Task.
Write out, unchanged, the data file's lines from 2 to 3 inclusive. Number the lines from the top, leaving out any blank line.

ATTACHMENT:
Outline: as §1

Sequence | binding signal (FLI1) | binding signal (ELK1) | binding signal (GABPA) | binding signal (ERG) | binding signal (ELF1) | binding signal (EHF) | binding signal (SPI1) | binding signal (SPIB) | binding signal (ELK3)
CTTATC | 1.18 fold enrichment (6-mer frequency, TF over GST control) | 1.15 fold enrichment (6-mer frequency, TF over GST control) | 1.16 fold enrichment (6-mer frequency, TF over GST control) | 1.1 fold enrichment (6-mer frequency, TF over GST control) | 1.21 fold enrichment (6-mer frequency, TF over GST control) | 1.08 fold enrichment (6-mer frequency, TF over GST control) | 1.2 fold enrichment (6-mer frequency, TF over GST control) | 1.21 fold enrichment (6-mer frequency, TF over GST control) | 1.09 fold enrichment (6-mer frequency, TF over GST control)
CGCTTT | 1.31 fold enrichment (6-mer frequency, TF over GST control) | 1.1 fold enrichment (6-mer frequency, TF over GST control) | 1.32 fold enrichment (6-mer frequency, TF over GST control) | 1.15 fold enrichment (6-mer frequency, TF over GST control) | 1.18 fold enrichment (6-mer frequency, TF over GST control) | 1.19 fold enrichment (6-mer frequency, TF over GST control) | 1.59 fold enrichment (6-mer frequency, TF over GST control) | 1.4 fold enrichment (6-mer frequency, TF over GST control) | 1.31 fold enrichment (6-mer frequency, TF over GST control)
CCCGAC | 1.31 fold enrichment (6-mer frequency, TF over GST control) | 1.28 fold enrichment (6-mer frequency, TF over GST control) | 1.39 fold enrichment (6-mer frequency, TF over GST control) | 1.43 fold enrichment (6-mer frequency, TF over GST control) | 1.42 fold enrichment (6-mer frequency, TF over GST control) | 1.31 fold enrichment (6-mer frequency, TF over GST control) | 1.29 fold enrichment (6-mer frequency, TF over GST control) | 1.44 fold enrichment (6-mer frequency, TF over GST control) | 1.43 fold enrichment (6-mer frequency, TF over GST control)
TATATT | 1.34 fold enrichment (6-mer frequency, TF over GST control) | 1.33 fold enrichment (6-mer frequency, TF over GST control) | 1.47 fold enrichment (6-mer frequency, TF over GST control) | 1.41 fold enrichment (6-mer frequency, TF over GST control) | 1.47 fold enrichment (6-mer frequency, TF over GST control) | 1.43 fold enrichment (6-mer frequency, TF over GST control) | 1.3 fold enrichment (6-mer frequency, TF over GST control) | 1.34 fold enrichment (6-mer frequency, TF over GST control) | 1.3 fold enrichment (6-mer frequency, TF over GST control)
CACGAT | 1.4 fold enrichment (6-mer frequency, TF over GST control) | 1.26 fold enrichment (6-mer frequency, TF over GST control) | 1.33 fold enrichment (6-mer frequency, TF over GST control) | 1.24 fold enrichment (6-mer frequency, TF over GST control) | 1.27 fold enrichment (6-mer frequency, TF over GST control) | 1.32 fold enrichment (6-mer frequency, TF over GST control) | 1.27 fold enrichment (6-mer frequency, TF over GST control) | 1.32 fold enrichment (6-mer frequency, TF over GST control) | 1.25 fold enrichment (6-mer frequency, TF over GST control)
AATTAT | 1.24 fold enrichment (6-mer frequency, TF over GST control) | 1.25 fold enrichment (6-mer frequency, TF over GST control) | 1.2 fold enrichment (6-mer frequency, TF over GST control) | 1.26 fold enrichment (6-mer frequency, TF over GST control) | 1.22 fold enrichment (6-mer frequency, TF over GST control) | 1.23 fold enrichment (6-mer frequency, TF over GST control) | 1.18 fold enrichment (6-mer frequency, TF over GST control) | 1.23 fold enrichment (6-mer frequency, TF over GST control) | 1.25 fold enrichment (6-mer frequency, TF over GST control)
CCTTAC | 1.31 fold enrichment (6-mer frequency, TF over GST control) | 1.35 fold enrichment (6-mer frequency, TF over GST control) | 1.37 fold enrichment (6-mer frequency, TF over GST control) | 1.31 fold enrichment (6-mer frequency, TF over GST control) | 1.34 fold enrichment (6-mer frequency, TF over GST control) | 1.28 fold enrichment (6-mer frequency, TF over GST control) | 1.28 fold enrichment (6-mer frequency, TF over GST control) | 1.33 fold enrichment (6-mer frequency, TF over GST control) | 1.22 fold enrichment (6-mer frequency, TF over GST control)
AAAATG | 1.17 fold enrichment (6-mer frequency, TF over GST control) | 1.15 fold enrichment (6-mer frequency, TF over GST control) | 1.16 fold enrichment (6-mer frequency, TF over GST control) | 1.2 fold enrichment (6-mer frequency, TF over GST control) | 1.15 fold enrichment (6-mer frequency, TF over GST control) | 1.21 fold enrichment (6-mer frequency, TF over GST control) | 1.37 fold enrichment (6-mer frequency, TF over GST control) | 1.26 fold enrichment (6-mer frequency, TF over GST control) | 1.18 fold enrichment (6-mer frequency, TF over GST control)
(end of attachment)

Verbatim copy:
Sequence | binding signal (FLI1) | binding signal (ELK1) | binding signal (GABPA) | binding signal (ERG) | binding signal (ELF1) | binding signal (EHF) | binding signal (SPI1) | binding signal (SPIB) | binding signal (ELK3)
CTTATC | 1.18 fold enrichment (6-mer frequency, TF over GST control) | 1.15 fold enrichment (6-mer frequency, TF over GST control) | 1.16 fold enrichment (6-mer frequency, TF over GST control) | 1.1 fold enrichment (6-mer frequency, TF over GST control) | 1.21 fold enrichment (6-mer frequency, TF over GST control) | 1.08 fold enrichment (6-mer frequency, TF over GST control) | 1.2 fold enrichment (6-mer frequency, TF over GST control) | 1.21 fold enrichment (6-mer frequency, TF over GST control) | 1.09 fold enrichment (6-mer frequency, TF over GST control)